So this is it. The three year budget (2019-2021) has landed. And it is about as exciting as you would expect a three year budget document for a medium-sized city in the middle of nowhere to be. Despite some media outlets’attempts at making it scary enough to titillate clicks, the story here seems to be: City Very Pleased With Its High Levels of Cooperation, Engagement, and Efficiency In a Way That Is Vaguely Dickish But That I Can Find No Scandalous Fault In.
Are they spending a little more money on things that annoy us (the amorphous public as an internet blob)? Yeah. A little more on Mile One (uggghh), a skootch more on Council travel (fiyyyynne), a little more on its own legal fees (hahaha … stop picking fights with De Udder Danny!). And did they create a brand new upper- echelon job ($125K/year) to help the city wrastle with the even more amorphous (but slightly more urgent) blob of climate change? Yes.
But, according to the entire Kumbaya-Klatch, the city (and them, the council themselves) have never been more lean and mean, except the opposite of mean because they are all nice now.
Cllr Jamieson started off her budget comments,“I would like to begin with gratitude.”
Cllr Collins with, “I’ve been coming here for 14 years and this is the best job I’ve seen in 14 years.” He then congratulated, “Lane and whoever else was involved.” Whoa! That is pretty much peak effusivity/engagement for Collins on anything not involving run-off or road shoulders.
Then Mayor Dan wrapped it all up in a hand-painted, recycled brown-paper bag with this bow, “we don’t have all the power, but we do have the power of cooperation.” Yuppers.
When Dave Lane finished, and the budget was unanimously voted in, he chugged his glass of water and put it down and walked out of the room … just like Galgay did when he unleashed his last budget in 2016, before Lane took over.
But not really at all the same. As Mayor Dan also said, when thanking council for their work this cycle, “Everyone checked their egos at the door and came in … everyone had very open, honest, and forthright arguments. The process worked.” Well, barf me a well engineered river.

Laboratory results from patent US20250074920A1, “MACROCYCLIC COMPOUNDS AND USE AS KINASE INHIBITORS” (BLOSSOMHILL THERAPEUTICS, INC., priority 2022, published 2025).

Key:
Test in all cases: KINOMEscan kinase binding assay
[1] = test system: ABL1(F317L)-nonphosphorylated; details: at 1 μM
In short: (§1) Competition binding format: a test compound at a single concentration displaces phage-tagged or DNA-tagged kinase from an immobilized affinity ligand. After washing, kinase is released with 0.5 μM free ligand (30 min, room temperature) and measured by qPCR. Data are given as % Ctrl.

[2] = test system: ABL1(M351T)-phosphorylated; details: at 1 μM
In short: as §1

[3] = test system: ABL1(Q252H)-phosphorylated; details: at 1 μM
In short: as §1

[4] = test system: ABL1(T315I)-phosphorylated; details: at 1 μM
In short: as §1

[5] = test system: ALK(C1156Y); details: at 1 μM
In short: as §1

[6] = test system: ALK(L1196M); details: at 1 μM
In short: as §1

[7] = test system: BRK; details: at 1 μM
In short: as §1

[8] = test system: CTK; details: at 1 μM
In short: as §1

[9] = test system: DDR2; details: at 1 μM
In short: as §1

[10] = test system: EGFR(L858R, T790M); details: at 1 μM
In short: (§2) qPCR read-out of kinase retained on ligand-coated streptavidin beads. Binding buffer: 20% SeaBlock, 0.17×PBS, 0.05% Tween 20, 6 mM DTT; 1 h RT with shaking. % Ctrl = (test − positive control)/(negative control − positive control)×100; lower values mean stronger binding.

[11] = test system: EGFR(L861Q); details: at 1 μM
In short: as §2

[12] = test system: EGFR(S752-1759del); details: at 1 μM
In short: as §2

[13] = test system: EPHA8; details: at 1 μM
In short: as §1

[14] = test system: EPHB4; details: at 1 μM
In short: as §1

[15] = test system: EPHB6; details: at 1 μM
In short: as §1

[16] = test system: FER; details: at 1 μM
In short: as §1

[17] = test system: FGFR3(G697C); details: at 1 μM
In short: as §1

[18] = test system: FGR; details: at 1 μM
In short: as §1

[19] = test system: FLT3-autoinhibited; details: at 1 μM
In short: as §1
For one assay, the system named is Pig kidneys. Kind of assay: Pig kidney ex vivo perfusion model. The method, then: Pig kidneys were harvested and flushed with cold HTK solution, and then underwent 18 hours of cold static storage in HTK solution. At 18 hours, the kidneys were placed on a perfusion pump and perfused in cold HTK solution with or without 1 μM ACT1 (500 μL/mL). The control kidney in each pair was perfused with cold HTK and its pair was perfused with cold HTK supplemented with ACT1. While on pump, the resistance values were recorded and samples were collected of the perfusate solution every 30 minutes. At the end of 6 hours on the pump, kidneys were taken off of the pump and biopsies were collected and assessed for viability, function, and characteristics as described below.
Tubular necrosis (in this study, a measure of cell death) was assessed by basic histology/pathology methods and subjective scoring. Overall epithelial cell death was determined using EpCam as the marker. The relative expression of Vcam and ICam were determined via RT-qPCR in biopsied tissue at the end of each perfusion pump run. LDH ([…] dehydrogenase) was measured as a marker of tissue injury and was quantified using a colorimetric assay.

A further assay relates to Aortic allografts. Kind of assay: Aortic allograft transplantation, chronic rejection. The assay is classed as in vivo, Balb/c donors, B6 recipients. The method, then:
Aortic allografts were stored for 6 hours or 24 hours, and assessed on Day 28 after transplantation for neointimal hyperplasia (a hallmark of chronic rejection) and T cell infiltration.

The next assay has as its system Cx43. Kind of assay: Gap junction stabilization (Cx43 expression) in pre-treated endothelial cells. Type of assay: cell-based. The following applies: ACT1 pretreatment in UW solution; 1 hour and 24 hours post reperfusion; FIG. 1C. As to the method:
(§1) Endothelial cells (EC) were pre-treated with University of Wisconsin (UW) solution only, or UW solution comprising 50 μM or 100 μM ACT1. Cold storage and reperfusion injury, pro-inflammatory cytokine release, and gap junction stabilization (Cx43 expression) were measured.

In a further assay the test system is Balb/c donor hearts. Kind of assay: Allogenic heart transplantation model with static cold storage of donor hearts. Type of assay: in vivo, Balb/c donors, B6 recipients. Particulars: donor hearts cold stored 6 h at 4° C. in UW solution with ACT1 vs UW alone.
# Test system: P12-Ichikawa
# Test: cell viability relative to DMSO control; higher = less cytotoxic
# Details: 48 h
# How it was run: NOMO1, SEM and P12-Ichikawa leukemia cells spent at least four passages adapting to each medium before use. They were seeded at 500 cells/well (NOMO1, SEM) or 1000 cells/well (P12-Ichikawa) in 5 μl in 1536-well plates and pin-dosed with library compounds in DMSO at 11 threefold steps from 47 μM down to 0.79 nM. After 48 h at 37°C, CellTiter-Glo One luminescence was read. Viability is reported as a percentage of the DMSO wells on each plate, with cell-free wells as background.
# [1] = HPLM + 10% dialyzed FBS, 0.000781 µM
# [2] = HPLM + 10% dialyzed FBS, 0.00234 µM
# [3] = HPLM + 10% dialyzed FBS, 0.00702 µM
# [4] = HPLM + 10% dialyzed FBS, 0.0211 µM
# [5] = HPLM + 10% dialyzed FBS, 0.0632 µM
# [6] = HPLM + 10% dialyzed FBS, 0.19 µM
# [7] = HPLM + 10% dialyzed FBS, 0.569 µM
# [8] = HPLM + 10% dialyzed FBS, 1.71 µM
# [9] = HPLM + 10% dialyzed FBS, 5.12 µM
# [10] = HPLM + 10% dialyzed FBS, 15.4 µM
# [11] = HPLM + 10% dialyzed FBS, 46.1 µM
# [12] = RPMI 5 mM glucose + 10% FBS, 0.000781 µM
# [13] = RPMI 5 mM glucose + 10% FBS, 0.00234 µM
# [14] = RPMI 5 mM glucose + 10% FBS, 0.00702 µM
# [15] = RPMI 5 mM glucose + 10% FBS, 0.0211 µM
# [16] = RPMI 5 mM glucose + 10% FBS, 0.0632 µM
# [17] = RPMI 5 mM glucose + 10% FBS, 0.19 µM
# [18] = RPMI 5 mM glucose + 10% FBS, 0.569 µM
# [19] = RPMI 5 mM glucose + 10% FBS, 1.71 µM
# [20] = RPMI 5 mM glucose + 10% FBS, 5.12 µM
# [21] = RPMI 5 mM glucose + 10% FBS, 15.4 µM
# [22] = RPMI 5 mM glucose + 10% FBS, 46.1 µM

Now, of course, efficient in the public sector is quite relative, and this is literally coming from them about them. But it does seem the city is on a vector of not-terrible management partially brought on by necessity (as Cllr Burton said, “The easiest time to make a budget is when money is pouring in. This is not that time), and partially by a general belief in slightly longer-term thinking than in the past.
But don’t worry, maybe when we get our next booncycle we can watch everyone go nuts again and f*ck it up. Long term plans are for when the short term sucks, right?
We’ll have good times, and we’ll have bad times, plowing in ways I just don’t understand.
As always, snow clearing will be something to watch in the next year. Two things happened re:snow in this budget. The first is an “efficiency.” There is a new snow/ice clearing contract that, according to Cllr Lane, will save the city $285k.
There is a new snow/ice clearing contract that, according to Cllr Lane, will save the city $285k … [and] The City has allocated an additional $150K for improved sidewalk clearing.
The second is an “investment.” The city has allocated an additional $150K for improved sidewalk clearing. So the overall snow clearing budget went down? But more of it will go to sidewalk clearing?
The question marks are not just because I was born in The Valley (it’s, like, my cultural heritage?) The future of snowclearing in St. John’s is as important as its past is mystifying/maddening and I truly want to know.
It is a visible/tangible/immediate service that all of us can (and, sadly, must) interact with for half of each year, and snowclearing is intimately wrapped up with everything the city says it is prioritizing: Infrastructure, livability, boosting tourism, supporting new businesses, supporting our downtown core, walkability, accessibility, looking after our aging population and attracting/keeping young families and immigrants, increasing ridership on public transportation and also just not being twats anymore about the single god-damned thing that has NEVER CHANGED HERE.
Snow. Our magical winter wonderland is a problem St. John’s has never solved, and so far, all attempts have been just another flake in the plow pile. A plow pile that is piled on the newly re-paved curb cut rendering that cut, and the entire length of sidewalk attached to it, useless and therefore rendering a lot of the plowing done (i.e. $$ spent) a waste all while there is still not enough plowing done.
Will this new spirit of cooperation infesting our municipal government extend to, as “Barry” on Facebook so gorgeously put it, the rival street gangs “a la The Sharks and The Jets” of the street versus sidewalk plows?